Why you should be watching Channel 4’s Screw
Ivan Radford | On 06, Jan 2022
What do doctors, firefighters and the police have in common? They’ve all had TV series made about them. Prison guards, on the other hand, have been on our screens countless times before, but have never really been the protagonists of their own drama. Enter Channel 4’s Screw, which takes us behind bars but keeps us on the outside. The result is a thoughtful, funny and gripping watch.
Our way into C Wing in a busy men’s prison is Rose (Jamie-Lee O’Donnell), a trainee in her early 20s who’s got street smarts but still isn’t prepared for what being a guard is like. That’s partly the reason for the show’s success – like Rose, most people have never really considered the reality of working (or volunteering) inside a prison, which means that our eyes are opened wider by what we see at the same time as her.
The other reason behind the show’s success is the word “reality”. Rather than go down the salacious drama route or turn things into a light-hearted sitcom, Killing Eve writer Rob Williams expertly balances the light and shade of it all, juggling humour and warmth with darker, sadder and dangerous moments. Based on his experience as a volunteer in a prison, Williams – who consulted with prison officers, a prison governor and the Prison Officers Association – captures the day-to-day reality of being a guard, from the boredom of a long shift in which nothing happens to the challenge of a day when everything goes wrong at once.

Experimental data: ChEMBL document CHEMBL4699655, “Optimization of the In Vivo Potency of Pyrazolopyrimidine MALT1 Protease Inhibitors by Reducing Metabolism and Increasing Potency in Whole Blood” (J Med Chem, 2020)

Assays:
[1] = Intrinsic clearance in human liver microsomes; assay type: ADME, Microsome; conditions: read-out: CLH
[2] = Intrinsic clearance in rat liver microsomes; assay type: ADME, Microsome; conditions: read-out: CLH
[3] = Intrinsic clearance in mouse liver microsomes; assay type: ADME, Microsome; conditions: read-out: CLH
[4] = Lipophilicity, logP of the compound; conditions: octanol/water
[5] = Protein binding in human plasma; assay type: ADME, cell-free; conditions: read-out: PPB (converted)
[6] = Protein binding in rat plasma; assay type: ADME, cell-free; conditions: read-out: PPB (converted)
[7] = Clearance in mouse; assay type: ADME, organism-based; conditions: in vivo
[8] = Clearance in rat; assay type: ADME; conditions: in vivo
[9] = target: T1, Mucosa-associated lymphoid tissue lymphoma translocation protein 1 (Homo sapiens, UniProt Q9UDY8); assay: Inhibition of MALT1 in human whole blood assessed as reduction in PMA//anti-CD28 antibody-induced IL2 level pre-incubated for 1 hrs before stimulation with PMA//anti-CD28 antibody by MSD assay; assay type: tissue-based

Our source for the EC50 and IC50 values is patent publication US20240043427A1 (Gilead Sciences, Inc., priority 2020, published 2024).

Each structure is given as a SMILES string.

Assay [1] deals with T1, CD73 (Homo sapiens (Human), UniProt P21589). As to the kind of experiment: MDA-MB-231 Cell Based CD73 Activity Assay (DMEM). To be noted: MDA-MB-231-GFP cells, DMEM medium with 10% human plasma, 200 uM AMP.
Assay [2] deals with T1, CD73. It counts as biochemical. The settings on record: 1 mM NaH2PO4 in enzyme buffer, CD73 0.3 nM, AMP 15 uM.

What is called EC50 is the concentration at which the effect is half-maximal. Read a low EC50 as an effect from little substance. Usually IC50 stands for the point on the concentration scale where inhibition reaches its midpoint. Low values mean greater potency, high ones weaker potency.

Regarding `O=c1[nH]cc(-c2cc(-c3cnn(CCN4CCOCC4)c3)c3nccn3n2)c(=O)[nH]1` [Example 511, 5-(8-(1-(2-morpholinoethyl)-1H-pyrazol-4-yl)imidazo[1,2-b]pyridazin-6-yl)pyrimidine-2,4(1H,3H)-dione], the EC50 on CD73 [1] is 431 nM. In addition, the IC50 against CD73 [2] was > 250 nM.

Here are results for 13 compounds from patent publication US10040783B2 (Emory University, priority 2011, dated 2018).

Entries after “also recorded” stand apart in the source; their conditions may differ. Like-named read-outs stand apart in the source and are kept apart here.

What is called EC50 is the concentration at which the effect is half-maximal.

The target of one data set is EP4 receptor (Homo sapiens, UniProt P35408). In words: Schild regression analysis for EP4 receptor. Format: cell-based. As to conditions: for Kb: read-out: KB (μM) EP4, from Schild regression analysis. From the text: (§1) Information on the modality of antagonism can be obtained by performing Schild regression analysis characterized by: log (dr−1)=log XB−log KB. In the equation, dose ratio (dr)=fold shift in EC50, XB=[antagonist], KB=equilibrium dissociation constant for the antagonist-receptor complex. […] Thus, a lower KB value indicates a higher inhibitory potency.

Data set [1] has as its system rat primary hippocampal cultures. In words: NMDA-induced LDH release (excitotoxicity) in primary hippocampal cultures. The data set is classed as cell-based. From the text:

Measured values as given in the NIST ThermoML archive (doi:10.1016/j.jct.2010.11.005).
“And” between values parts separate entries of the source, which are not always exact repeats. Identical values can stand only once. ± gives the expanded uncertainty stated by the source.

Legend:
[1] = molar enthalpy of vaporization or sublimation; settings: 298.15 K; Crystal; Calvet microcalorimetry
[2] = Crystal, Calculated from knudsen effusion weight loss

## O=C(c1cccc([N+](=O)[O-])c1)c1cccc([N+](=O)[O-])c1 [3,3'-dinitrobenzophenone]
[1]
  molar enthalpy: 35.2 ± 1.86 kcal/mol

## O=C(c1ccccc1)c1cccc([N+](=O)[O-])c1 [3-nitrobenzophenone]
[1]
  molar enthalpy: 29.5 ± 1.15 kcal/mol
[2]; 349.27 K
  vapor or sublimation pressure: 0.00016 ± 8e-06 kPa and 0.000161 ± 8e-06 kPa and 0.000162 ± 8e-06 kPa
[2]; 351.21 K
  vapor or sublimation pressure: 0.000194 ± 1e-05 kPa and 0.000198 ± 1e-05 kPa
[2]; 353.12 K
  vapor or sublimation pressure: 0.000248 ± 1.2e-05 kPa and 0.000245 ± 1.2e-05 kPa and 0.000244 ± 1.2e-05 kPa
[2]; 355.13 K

It’s a challenge that Rose finds she has to adapt to – again and again – to the point where the other guards take bets on how long she’ll last until she quits. There’s detached veteran Don (Ron Donachie), the amusingly frank Jackie (King Gary’s Laura Checkley), the dubiously inappropriate yet fiercely loyal Gary (Stephen Wight) and the naive Ali (Faraz Ayub). And in charge of them all is Leigh (Nina Sosanya), who somehow manages to be compassionate and ruthless at the same time
Ever since Teachers, Nina Sosanya has been a magnetic screen presence and she once again brings multitudes of depth to the role of the fascinating head guard, who absolutely believes the system is broken and therefore tries to make a difference rather than enforce rules for the sake of it. Her stern and warm leadership makes for a great contrast with Rose, who initially takes the job as a way of just making the rent. But there are motivations and secrets lurking underneath their surfaces, with Leigh having to compromise to secure what she sees as her purpose as well as her livelihood and Rose having to decide what kind of guard she’ll be – while already struggling to leave her personal life at the door, with all its commitments and debts.
Jamie-Lee O’Donnell, who was great as Michelle in Derry Girls, steps comfortably into the serious dramatic waters, but her comic timing is also firmly at home, with Williams’ script finding copious chances for chuckles amid poignant story developments. The purpose-built set instils a lingering claustrophobic while also allowing for cinematic sweeps from one level to the next. The result is someone where between BBC One’s Time and Netflix’s Orange Is the New Black, with a dash of Spanish thriller Locked Up, but unlike all those shows, Screws doesn’t let us discover the crimes that the prisoners have committed – the dramatic tension is rooted in the fact that each inmate is a separate person, but we’re taught, like the guards, to judge them only on how they behave from the moment we meet them.
It’s a decision that gets right to the heart of what makes Screws such an interesting watch; the series treats guards as individual humans rather than uniforms, but it also understands that locking people up isn’t the point of their work. The prisoners’ loss of liberty is their punishment – everything else that happens behind bars is meant to inspire and encourage change. People aren’t inherently bad, Screws reminds us, they just do bad things. It’s a truth that applies on both sides of the bars, and the ensuing maze of choices and consequences keeps us coming back for each riveting episode.
Screw is available on All 4 until 18th January 2021.